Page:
Castle Heights has an unusually strong identity as a neighborhood. The construction of the earliest homes, circa 1888, lied outside Waco city limits, and when developers plotted the neighborhood in 1923, they expected it to serve as an elite residential area marketed to the professional and upper class. Castle Heights was an example of the early twentieth-century City Beautiful Movement, an urban planning philosophy that sought to link social issues to architectural design and encourage civic pride and engagement. The eclectic architectural styles of Castle Heights provide good examples of design from several different time periods, including Colonial Revival, Tudor Revival, Spanish Eclectic Revival, and Minimal Traditional homes. Following World War II, the neighborhood saw a large boom in construction of homes in the ranch style. Through over a decade of effort by neighborhood leaders, Castle Heights became Waco’s first historic district listed on the National Register of Historic Places in 2009. The district included on the historical marker encompasses most of the area north of Austin Avenue from Thirty-Third Street to Thirty-Ninth Street, including Cottonland Castle, the 1890s Gothic stone structure on Austin Avenue that gave the neighborhood its name. Castle Heights remains one of the most sought-out neighborhoods in the city. Its well-preserved homes serve as physical evidence of twentieth-century architectural and urban design in Waco.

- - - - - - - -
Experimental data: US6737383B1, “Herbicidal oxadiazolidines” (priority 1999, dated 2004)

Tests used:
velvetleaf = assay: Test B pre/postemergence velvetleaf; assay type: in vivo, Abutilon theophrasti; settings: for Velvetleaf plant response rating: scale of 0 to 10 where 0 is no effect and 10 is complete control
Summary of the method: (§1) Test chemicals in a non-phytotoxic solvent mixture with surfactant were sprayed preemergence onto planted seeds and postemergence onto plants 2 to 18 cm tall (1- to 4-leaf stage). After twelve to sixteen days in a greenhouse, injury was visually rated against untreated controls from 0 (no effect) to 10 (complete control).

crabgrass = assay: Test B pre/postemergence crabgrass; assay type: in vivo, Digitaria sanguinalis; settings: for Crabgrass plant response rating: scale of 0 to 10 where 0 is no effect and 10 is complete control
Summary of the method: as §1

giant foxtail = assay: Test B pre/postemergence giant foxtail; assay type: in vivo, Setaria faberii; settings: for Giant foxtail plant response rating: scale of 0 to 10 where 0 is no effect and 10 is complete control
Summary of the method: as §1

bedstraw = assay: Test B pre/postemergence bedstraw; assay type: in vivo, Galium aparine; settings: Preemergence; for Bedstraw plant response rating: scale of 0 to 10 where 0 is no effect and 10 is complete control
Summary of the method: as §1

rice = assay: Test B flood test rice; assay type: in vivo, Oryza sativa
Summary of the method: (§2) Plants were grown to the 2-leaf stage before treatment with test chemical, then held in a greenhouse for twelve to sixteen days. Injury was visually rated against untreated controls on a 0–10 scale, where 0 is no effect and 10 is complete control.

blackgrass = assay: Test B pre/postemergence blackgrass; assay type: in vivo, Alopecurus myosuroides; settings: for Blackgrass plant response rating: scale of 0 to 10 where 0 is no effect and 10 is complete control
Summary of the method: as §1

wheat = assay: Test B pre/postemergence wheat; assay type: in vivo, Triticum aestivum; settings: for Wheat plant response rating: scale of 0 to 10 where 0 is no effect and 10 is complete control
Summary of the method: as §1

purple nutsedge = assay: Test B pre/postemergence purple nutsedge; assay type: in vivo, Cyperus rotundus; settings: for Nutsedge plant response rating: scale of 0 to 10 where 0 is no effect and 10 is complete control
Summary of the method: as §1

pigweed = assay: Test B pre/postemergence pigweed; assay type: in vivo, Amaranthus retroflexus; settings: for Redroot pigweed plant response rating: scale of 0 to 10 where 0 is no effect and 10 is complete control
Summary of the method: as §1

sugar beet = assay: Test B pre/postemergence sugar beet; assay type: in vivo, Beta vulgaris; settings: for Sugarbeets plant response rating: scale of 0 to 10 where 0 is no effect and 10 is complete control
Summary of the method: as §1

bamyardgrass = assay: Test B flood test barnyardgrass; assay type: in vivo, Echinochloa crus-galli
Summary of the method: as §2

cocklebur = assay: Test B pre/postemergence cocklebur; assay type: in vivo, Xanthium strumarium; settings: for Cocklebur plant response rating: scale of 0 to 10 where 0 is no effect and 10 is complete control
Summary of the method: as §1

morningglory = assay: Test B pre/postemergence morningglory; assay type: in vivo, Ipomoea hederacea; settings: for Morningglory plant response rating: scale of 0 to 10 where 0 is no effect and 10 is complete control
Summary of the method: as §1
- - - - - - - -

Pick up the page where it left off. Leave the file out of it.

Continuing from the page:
See some of Castle Heights and learn about some of its residents on this tour!